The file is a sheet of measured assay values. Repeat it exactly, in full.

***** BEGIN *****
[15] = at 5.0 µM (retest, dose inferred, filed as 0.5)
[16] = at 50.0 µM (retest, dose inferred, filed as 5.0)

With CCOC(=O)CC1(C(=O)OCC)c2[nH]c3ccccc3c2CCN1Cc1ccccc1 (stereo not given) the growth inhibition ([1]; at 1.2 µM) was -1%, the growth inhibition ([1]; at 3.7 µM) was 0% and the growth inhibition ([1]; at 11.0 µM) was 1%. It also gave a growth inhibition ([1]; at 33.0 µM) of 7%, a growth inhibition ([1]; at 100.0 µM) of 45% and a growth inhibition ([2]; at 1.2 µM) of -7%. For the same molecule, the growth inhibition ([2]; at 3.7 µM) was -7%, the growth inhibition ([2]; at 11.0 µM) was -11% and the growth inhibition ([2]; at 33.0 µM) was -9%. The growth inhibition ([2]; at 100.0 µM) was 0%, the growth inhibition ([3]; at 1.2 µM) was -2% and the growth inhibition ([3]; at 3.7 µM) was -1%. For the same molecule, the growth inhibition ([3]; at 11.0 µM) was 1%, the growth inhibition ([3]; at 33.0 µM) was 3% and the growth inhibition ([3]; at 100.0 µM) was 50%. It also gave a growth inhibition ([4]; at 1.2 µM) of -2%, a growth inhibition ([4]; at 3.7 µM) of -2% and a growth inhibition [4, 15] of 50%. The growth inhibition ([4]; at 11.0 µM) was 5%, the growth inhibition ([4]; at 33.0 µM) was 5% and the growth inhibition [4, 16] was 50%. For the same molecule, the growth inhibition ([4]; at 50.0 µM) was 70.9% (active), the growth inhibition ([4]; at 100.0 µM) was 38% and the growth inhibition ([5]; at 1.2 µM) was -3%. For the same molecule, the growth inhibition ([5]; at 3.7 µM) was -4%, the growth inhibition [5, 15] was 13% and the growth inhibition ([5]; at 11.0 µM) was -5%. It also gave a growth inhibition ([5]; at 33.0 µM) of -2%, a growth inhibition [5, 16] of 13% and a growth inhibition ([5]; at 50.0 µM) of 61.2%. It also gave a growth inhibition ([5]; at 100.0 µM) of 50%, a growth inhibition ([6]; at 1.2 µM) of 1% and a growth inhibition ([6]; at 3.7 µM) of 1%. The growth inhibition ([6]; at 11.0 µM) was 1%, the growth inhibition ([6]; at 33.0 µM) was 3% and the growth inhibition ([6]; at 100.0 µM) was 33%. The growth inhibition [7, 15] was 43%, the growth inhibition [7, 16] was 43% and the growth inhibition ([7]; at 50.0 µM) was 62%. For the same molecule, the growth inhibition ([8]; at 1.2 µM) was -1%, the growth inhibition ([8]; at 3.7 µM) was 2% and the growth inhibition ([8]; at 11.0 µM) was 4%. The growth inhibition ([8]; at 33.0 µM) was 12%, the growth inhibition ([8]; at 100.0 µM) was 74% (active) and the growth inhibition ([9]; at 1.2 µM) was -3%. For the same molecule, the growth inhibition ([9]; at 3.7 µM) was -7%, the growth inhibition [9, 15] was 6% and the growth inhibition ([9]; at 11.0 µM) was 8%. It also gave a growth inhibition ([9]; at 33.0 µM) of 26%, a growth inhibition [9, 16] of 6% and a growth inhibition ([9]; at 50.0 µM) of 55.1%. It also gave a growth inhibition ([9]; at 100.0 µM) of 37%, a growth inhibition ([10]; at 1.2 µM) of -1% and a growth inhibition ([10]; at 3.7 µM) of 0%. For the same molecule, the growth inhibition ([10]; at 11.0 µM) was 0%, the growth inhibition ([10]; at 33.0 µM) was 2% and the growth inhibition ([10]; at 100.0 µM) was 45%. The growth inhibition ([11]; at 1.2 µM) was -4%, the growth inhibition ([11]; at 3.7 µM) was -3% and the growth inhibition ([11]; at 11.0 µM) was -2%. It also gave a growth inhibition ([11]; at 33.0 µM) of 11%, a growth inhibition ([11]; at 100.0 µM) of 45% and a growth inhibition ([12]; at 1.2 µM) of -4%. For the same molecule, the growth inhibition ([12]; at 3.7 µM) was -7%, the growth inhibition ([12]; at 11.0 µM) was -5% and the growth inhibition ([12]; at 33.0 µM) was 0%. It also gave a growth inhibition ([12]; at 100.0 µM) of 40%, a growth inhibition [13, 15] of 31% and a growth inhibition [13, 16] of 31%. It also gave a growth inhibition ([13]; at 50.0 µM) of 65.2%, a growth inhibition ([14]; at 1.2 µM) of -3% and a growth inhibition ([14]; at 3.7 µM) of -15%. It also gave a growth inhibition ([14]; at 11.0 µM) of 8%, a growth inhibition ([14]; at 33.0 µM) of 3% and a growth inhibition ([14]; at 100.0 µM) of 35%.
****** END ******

[15] = at 5.0 µM (retest, dose inferred, filed as 0.5)
[16] = at 50.0 µM (retest, dose inferred, filed as 5.0)

With CCOC(=O)CC1(C(=O)OCC)c2[nH]c3ccccc3c2CCN1Cc1ccccc1 (stereo not given) the growth inhibition ([1]; at 1.2 µM) was -1%, the growth inhibition ([1]; at 3.7 µM) was 0% and the growth inhibition ([1]; at 11.0 µM) was 1%. It also gave a growth inhibition ([1]; at 33.0 µM) of 7%, a growth inhibition ([1]; at 100.0 µM) of 45% and a growth inhibition ([2]; at 1.2 µM) of -7%. For the same molecule, the growth inhibition ([2]; at 3.7 µM) was -7%, the growth inhibition ([2]; at 11.0 µM) was -11% and the growth inhibition ([2]; at 33.0 µM) was -9%. The growth inhibition ([2]; at 100.0 µM) was 0%, the growth inhibition ([3]; at 1.2 µM) was -2% and the growth inhibition ([3]; at 3.7 µM) was -1%. For the same molecule, the growth inhibition ([3]; at 11.0 µM) was 1%, the growth inhibition ([3]; at 33.0 µM) was 3% and the growth inhibition ([3]; at 100.0 µM) was 50%. It also gave a growth inhibition ([4]; at 1.2 µM) of -2%, a growth inhibition ([4]; at 3.7 µM) of -2% and a growth inhibition [4, 15] of 50%. The growth inhibition ([4]; at 11.0 µM) was 5%, the growth inhibition ([4]; at 33.0 µM) was 5% and the growth inhibition [4, 16] was 50%. For the same molecule, the growth inhibition ([4]; at 50.0 µM) was 70.9% (active), the growth inhibition ([4]; at 100.0 µM) was 38% and the growth inhibition ([5]; at 1.2 µM) was -3%. For the same molecule, the growth inhibition ([5]; at 3.7 µM) was -4%, the growth inhibition [5, 15] was 13% and the growth inhibition ([5]; at 11.0 µM) was -5%. It also gave a growth inhibition ([5]; at 33.0 µM) of -2%, a growth inhibition [5, 16] of 13% and a growth inhibition ([5]; at 50.0 µM) of 61.2%. It also gave a growth inhibition ([5]; at 100.0 µM) of 50%, a growth inhibition ([6]; at 1.2 µM) of 1% and a growth inhibition ([6]; at 3.7 µM) of 1%. The growth inhibition ([6]; at 11.0 µM) was 1%, the growth inhibition ([6]; at 33.0 µM) was 3% and the growth inhibition ([6]; at 100.0 µM) was 33%. The growth inhibition [7, 15] was 43%, the growth inhibition [7, 16] was 43% and the growth inhibition ([7]; at 50.0 µM) was 62%. For the same molecule, the growth inhibition ([8]; at 1.2 µM) was -1%, the growth inhibition ([8]; at 3.7 µM) was 2% and the growth inhibition ([8]; at 11.0 µM) was 4%. The growth inhibition ([8]; at 33.0 µM) was 12%, the growth inhibition ([8]; at 100.0 µM) was 74% (active) and the growth inhibition ([9]; at 1.2 µM) was -3%. For the same molecule, the growth inhibition ([9]; at 3.7 µM) was -7%, the growth inhibition [9, 15] was 6% and the growth inhibition ([9]; at 11.0 µM) was 8%. It also gave a growth inhibition ([9]; at 33.0 µM) of 26%, a growth inhibition [9, 16] of 6% and a growth inhibition ([9]; at 50.0 µM) of 55.1%. It also gave a growth inhibition ([9]; at 100.0 µM) of 37%, a growth inhibition ([10]; at 1.2 µM) of -1% and a growth inhibition ([10]; at 3.7 µM) of 0%. For the same molecule, the growth inhibition ([10]; at 11.0 µM) was 0%, the growth inhibition ([10]; at 33.0 µM) was 2% and the growth inhibition ([10]; at 100.0 µM) was 45%. The growth inhibition ([11]; at 1.2 µM) was -4%, the growth inhibition ([11]; at 3.7 µM) was -3% and the growth inhibition ([11]; at 11.0 µM) was -2%. It also gave a growth inhibition ([11]; at 33.0 µM) of 11%, a growth inhibition ([11]; at 100.0 µM) of 45% and a growth inhibition ([12]; at 1.2 µM) of -4%. For the same molecule, the growth inhibition ([12]; at 3.7 µM) was -7%, the growth inhibition ([12]; at 11.0 µM) was -5% and the growth inhibition ([12]; at 33.0 µM) was 0%. It also gave a growth inhibition ([12]; at 100.0 µM) of 40%, a growth inhibition [13, 15] of 31% and a growth inhibition [13, 16] of 31%. It also gave a growth inhibition ([13]; at 50.0 µM) of 65.2%, a growth inhibition ([14]; at 1.2 µM) of -3% and a growth inhibition ([14]; at 3.7 µM) of -15%. It also gave a growth inhibition ([14]; at 11.0 µM) of 8%, a growth inhibition ([14]; at 33.0 µM) of 3% and a growth inhibition ([14]; at 100.0 µM) of 35%.